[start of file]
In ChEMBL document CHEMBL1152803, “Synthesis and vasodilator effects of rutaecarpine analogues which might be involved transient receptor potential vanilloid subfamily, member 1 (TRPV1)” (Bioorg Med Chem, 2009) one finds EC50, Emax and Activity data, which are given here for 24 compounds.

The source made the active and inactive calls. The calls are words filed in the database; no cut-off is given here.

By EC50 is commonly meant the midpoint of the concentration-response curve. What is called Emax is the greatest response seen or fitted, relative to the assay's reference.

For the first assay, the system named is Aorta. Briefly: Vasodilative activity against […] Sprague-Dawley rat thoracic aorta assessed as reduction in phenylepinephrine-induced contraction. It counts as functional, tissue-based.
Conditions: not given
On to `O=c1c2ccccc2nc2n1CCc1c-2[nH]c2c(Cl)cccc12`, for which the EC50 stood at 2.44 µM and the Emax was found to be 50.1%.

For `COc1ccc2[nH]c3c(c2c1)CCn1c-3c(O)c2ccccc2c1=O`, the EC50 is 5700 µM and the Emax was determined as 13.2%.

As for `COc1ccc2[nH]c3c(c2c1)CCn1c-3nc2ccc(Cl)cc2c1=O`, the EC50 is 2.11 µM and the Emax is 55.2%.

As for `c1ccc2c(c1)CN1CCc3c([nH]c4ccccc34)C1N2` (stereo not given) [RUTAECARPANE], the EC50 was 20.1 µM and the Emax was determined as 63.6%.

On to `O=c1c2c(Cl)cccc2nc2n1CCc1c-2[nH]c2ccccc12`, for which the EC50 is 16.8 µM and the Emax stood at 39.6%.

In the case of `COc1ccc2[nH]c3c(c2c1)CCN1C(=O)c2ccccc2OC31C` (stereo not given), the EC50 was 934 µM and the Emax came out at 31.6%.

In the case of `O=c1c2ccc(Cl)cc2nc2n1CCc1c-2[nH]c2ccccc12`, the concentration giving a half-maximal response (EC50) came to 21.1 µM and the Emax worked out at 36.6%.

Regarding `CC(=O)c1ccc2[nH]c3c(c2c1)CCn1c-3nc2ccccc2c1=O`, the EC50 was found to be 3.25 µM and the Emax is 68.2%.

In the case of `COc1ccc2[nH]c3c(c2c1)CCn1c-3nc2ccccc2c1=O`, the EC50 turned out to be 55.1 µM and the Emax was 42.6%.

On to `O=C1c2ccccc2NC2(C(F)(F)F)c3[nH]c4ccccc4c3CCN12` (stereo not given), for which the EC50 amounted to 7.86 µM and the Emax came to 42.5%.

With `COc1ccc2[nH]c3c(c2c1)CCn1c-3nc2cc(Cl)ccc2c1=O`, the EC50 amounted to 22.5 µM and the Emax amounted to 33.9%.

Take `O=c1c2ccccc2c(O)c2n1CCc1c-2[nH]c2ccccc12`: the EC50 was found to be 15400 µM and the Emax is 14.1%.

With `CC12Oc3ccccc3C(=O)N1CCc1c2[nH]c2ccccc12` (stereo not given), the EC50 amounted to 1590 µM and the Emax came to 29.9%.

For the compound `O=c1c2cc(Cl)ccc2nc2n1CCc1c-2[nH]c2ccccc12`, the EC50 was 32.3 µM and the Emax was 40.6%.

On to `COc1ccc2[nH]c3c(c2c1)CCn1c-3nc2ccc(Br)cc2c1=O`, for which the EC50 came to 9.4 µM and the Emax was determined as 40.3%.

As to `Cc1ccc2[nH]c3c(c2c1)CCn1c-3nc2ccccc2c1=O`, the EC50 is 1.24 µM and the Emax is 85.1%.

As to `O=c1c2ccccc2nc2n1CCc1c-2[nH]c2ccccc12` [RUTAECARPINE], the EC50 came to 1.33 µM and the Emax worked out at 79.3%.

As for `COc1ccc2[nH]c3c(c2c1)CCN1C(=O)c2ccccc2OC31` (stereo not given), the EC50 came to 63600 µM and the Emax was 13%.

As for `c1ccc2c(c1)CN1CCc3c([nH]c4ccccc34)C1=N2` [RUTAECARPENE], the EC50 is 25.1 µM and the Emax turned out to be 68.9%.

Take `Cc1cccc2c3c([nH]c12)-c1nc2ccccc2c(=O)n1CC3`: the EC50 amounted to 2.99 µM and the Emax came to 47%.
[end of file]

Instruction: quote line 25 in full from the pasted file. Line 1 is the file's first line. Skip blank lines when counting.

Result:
Take `Cc1cccc2c3c([nH]c12)-c1nc2ccccc2c(=O)n1CC3`: the EC50 amounted to 2.99 µM and the Emax came to 47%.